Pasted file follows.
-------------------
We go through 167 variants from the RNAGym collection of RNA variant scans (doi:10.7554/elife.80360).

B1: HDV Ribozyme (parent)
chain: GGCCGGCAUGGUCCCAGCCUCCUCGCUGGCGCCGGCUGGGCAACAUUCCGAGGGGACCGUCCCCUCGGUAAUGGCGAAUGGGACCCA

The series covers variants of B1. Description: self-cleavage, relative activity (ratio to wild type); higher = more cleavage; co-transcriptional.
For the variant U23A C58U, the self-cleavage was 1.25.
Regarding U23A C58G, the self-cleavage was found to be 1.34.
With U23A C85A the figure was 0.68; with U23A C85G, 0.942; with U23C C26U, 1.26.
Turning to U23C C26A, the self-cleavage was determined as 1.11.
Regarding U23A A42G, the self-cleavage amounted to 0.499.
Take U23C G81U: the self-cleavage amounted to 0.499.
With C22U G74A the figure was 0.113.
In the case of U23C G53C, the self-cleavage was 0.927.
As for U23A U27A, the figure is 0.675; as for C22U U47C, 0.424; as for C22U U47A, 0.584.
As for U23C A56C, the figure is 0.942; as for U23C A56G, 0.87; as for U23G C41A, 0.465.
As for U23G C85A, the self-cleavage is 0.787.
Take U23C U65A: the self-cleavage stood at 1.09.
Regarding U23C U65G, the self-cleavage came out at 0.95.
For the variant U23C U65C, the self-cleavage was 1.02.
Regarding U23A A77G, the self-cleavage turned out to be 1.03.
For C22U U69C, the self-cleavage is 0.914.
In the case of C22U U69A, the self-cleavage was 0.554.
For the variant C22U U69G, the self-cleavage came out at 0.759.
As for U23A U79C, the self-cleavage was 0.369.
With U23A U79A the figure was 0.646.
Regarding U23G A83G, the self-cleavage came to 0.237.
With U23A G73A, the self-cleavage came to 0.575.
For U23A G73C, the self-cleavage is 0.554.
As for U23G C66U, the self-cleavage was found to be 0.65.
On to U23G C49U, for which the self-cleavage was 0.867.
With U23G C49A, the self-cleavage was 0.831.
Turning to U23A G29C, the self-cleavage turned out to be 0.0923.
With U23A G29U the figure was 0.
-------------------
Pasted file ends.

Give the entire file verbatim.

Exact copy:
We go through 167 variants from the RNAGym collection of RNA variant scans (doi:10.7554/elife.80360).

B1: HDV Ribozyme (parent)
chain: GGCCGGCAUGGUCCCAGCCUCCUCGCUGGCGCCGGCUGGGCAACAUUCCGAGGGGACCGUCCCCUCGGUAAUGGCGAAUGGGACCCA

The series covers variants of B1. Description: self-cleavage, relative activity (ratio to wild type); higher = more cleavage; co-transcriptional.
For the variant U23A C58U, the self-cleavage was 1.25.
Regarding U23A C58G, the self-cleavage was found to be 1.34.
With U23A C85A the figure was 0.68; with U23A C85G, 0.942; with U23C C26U, 1.26.
Turning to U23C C26A, the self-cleavage was determined as 1.11.
Regarding U23A A42G, the self-cleavage amounted to 0.499.
Take U23C G81U: the self-cleavage amounted to 0.499.
With C22U G74A the figure was 0.113.
In the case of U23C G53C, the self-cleavage was 0.927.
As for U23A U27A, the figure is 0.675; as for C22U U47C, 0.424; as for C22U U47A, 0.584.
As for U23C A56C, the figure is 0.942; as for U23C A56G, 0.87; as for U23G C41A, 0.465.
As for U23G C85A, the self-cleavage is 0.787.
Take U23C U65A: the self-cleavage stood at 1.09.
Regarding U23C U65G, the self-cleavage came out at 0.95.
For the variant U23C U65C, the self-cleavage was 1.02.
Regarding U23A A77G, the self-cleavage turned out to be 1.03.
For C22U U69C, the self-cleavage is 0.914.
In the case of C22U U69A, the self-cleavage was 0.554.
For the variant C22U U69G, the self-cleavage came out at 0.759.
As for U23A U79C, the self-cleavage was 0.369.
With U23A U79A the figure was 0.646.
Regarding U23G A83G, the self-cleavage came to 0.237.
With U23A G73A, the self-cleavage came to 0.575.
For U23A G73C, the self-cleavage is 0.554.
As for U23G C66U, the self-cleavage was found to be 0.65.
On to U23G C49U, for which the self-cleavage was 0.867.
With U23G C49A, the self-cleavage was 0.831.
Turning to U23A G29C, the self-cleavage turned out to be 0.0923.
With U23A G29U the figure was 0.